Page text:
A Workshop of Excellence. A Time of Laughter and Support.

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Fulfilling a Writer’s Wish.

I attended the tenth, 2018 Erma Bombeck¬†Writers’ Workshop. Held every other year in Dayton, Ohio, I wanted to be there for the first one but couldn’t schedule it on my calendar. Later, unfortunately, I listened to someone who had been at the first, and she did not recommend it.

Twenty years later, I listened to myself.

Erma Bombeck.

Erma Bombeck wrote a syndicated newspaper column featuring humorous stories about being a mother, a wife, living the stay-at-home-mom life in the suburbs during the 1960s-1990s. She received millions of dollars to write books chronicling this housewife-momhood life. For a woman, her place as a journalist and a big-publishing-contract author was unique. She opened doors for many funny women and columnists. In 1996, she passed away from cancer.

Two years after her death, in 1998, the first Erma Bombeck Writers’ Workshop began with Mr. Bombeck and the Bombeck children in attendance. They will always attend. Mr. Bombeck passed away a few months before this year’s workshop opened, but his children were there.

Be fast if you want in.

After four hours and forty-two minutes exactly, the registration window closed at maximum capacity of 350. A habit for this workshop.

I was flabbergasted.

With such popularity, it sounded like the Comic-Con¬†for writers who aren’t necessarily espousing comic books or science fiction and fantasy writing or superhero movies and television shows.

People traveled from across all fifty states and Canada, including a woman from Spain.

Even the faculty want to come back.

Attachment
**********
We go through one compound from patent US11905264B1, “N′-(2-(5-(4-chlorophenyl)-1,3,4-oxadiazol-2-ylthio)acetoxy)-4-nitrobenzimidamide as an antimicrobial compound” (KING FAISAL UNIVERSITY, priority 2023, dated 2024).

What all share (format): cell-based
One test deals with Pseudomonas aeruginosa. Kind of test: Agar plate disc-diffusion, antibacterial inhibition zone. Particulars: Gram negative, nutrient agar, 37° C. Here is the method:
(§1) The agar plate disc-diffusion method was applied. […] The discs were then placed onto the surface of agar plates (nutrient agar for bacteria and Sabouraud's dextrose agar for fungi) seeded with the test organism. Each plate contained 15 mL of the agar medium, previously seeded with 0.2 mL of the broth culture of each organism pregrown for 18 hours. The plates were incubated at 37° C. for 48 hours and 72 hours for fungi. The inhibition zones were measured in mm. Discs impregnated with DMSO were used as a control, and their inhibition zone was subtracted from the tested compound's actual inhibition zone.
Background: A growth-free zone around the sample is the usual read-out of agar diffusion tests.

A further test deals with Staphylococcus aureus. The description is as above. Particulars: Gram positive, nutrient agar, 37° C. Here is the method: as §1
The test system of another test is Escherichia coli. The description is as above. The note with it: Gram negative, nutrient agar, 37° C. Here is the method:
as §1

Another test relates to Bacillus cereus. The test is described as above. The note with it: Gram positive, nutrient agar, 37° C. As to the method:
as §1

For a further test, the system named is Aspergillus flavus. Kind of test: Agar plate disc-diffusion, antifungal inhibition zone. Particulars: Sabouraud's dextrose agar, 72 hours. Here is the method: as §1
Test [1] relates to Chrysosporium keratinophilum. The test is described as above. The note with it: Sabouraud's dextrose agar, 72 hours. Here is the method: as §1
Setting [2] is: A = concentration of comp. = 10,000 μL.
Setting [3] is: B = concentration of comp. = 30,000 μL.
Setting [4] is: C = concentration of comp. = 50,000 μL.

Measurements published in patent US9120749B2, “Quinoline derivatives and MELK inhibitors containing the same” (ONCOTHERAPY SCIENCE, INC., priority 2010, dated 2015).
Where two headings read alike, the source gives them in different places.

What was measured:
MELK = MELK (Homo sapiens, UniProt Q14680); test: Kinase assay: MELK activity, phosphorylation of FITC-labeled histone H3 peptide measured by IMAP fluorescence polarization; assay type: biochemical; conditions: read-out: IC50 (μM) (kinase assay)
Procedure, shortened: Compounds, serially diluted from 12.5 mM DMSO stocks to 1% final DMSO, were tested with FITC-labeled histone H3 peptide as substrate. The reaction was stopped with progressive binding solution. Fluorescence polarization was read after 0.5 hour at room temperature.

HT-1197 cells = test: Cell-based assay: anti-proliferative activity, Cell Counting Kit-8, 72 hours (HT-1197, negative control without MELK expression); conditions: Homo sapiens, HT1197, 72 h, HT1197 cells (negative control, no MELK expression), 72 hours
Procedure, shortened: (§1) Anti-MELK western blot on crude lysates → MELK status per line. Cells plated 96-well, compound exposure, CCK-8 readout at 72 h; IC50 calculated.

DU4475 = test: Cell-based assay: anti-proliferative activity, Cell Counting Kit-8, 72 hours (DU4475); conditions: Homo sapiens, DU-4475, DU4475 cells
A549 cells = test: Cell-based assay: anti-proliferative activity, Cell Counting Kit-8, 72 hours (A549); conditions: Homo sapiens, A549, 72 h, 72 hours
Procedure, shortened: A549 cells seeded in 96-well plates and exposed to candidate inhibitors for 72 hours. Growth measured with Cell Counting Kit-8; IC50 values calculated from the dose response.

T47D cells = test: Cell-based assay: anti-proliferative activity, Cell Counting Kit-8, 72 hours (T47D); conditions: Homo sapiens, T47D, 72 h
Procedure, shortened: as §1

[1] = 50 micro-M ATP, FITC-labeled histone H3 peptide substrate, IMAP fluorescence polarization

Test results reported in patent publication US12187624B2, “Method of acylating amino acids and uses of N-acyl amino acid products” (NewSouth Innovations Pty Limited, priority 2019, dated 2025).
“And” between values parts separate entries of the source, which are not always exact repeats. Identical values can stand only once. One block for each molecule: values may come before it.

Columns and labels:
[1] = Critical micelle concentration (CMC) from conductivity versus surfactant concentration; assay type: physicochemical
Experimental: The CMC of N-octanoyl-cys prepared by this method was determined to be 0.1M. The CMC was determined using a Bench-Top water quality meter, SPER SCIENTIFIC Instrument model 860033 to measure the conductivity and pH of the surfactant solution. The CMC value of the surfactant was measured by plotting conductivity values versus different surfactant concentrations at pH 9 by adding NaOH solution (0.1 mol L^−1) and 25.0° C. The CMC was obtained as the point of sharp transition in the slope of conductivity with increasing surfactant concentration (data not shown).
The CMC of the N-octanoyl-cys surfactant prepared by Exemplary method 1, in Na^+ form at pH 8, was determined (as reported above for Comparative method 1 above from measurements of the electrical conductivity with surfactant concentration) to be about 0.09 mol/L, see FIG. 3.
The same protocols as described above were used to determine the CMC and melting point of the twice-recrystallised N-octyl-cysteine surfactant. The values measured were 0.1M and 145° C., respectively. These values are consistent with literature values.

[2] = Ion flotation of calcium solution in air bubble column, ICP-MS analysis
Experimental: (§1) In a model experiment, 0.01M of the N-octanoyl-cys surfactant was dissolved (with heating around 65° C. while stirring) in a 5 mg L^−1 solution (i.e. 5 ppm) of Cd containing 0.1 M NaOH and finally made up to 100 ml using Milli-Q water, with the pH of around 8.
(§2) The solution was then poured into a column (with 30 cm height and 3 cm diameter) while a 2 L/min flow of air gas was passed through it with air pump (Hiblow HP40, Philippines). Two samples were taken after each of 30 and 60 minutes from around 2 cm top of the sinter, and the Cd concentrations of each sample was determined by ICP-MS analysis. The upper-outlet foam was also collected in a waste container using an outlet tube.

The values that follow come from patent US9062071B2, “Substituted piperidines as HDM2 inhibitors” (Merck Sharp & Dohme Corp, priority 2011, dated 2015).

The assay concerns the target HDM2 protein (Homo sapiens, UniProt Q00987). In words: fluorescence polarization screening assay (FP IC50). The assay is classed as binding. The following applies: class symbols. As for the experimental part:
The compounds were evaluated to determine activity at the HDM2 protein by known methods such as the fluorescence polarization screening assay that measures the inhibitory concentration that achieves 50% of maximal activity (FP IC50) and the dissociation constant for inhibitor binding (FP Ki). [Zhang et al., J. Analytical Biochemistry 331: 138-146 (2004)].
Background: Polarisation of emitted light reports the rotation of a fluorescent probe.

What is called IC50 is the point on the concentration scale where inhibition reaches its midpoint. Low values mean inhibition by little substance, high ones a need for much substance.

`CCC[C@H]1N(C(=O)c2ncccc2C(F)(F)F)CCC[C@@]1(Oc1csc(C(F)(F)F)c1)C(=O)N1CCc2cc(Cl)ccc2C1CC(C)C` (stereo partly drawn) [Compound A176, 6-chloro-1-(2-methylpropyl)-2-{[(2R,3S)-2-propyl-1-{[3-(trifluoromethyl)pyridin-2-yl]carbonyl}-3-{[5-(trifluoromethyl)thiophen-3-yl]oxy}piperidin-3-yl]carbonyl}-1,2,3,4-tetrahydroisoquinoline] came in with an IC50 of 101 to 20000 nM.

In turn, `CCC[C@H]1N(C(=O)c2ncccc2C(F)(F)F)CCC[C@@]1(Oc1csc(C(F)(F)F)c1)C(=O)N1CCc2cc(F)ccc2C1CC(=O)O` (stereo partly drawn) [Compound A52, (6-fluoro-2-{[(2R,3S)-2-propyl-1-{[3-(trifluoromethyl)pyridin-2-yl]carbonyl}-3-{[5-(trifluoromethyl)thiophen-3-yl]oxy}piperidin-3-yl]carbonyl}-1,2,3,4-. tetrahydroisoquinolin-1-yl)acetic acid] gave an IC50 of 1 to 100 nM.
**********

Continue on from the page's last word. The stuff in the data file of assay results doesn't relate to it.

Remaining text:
As I stood in the registration line at the University of Dayton Courtyard Marriott for my workshop materials, the first person I talked to was a male faculty member. He said he returns every year. He asks to be invited back. I got the impression if they didn’t invite him, he would register as an attendee to be a part of the weekend.

Why?

The attendees are the best, he said. They are kind, supportive, positive and funny. The staff runs a very organized program. The faculty is top-notch.

Later at a wine and hors d’oeuvres meet and greet, I spoke with another faculty member, a comedy writer from Los Angeles. His first Erma Bombeck workshop was two years ago. He had to return.

Why? For the same reasons as the first faculty member stated: supportive attendees, great faculty, super organized program.

Where men are an anomaly.

The two men I spoke with were an anomaly. Of the 350 attendees, 327 were women and twenty-three were men. The majority of the faculty were women. The director and most of her staff are women.

I’ve never seen so many women at a workshop except for the regional and national conferences of the Romance Writers of America.

It’s not intentional. Anyone can attend.

Erma Bombeck being a woman, a columnist and a humor writer, the workshop in her name attracts the same.

Laughter is always center stage.

Stand-up comedian and joke writer, Monica Paper, inspirational humorist and financially successful entrepreneur Rita Davenport and cartoonist for The New Yorker and CBS news Liza Donnelly were my favorite keynote speakers.

I changed eyeliner after the first night because the tears of laughter smeared my eyes.

Good thing I did. I laughed the whole weekend.

Of Special Focus: Writers looking for Mojo.